The day of the Pearl Harbor attack, what FDR memorably called 'the day that will live in infamy,' struck a nerve with a generation of patriotic Americans and motivated them to serve. In this episode, we hear from two Minnesota GI's who signed up at recruiting stations in the aftermath of the surprise attack. There's also the eyewitness account of a third Minnesota veteran who was there, aboard ship at the time the swarm of Japanese planes took aim at the US fleet stationed at Pearl Harbor.
This episode features Minnesota veterans Bill Olson, Herbert Gager and George Vandersluis.
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Veterans’ Voices Untold Stories: Stephen Rocheford #7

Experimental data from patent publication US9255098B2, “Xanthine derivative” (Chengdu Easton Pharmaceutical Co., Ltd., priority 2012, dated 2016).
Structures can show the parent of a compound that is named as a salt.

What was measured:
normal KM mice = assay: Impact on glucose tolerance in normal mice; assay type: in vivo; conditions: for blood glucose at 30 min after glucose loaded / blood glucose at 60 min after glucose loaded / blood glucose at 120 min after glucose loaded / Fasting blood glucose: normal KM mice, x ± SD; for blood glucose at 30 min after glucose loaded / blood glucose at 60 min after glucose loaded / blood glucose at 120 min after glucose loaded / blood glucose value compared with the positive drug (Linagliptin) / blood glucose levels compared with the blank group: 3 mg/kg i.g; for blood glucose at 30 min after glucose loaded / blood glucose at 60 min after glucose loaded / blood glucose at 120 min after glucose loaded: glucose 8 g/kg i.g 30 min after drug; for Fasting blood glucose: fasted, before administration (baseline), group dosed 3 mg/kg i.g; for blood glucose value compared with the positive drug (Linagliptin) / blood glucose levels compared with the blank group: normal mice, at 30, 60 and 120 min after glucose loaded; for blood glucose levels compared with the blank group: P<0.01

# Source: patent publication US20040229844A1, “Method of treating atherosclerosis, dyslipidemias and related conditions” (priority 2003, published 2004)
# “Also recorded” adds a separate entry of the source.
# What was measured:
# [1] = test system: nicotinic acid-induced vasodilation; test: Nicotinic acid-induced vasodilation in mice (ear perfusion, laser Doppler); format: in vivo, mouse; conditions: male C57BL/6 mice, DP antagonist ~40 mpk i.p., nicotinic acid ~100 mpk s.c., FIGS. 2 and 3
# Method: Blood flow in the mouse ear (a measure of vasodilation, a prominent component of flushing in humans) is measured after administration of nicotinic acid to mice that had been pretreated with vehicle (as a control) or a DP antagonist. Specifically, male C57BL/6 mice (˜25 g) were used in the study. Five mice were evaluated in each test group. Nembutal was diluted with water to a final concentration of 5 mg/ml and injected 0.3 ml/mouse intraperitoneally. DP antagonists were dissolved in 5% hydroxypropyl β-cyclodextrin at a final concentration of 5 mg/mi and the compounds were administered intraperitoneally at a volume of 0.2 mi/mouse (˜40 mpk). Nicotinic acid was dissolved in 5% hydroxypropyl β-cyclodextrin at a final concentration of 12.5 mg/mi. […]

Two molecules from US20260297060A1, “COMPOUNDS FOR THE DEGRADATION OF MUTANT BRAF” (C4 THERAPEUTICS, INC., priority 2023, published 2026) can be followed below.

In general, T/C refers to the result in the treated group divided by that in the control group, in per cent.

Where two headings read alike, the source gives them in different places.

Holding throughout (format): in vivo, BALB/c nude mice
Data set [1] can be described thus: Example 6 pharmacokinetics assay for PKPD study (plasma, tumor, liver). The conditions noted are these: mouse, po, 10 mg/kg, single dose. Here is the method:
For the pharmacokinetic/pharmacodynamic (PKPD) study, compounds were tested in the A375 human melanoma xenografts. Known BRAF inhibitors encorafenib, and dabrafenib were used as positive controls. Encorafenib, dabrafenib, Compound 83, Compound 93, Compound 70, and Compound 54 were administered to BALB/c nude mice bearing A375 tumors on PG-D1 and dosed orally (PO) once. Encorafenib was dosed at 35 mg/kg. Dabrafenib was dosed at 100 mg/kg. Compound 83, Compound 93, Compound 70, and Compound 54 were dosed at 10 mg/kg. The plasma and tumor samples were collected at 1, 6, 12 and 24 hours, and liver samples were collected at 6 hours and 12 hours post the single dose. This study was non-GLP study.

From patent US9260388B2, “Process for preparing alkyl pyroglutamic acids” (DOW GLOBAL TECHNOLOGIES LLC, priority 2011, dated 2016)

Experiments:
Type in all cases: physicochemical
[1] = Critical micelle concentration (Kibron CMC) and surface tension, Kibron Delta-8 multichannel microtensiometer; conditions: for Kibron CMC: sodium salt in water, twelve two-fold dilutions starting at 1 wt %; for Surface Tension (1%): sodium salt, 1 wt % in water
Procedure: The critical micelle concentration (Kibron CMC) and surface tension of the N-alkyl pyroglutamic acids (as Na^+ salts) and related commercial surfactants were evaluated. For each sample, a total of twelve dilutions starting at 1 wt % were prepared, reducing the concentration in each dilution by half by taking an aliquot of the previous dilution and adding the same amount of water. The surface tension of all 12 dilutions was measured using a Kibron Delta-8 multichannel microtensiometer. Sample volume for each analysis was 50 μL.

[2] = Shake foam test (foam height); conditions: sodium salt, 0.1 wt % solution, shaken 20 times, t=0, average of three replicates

December 2012, Stephen Rocheford asked a senior officer if the army would advertise for LGBTQ recruits in his magazine Lavender. The Army gave it a pass. But some years later, the Minnesota National Guard did. Here’s Britt Aamodt.
Richard Ekholm served aboard an aircraft carrier that housed 5,300 Navy and Marines. This was during the Vietnam War, when service members were counseled not to wear uniforms on leave because of anti-war sentiments. Here’s Britt Aamodt.
When Dennis Krivinchuk returned from Vietnam, he didn’t talk about his service. Vets were being labeled baby killers. Having a daughter changed his life and put him on the path to healing. Here’s Britt Aamodt.
After she was discharged from the Air Force for being gay, Cindy Strange decided to go on with her life. Then the military repealed Don’t Ask, Don’t Tell. In 2012, she returned to the military as an officer. Here’s Britt Aamodt.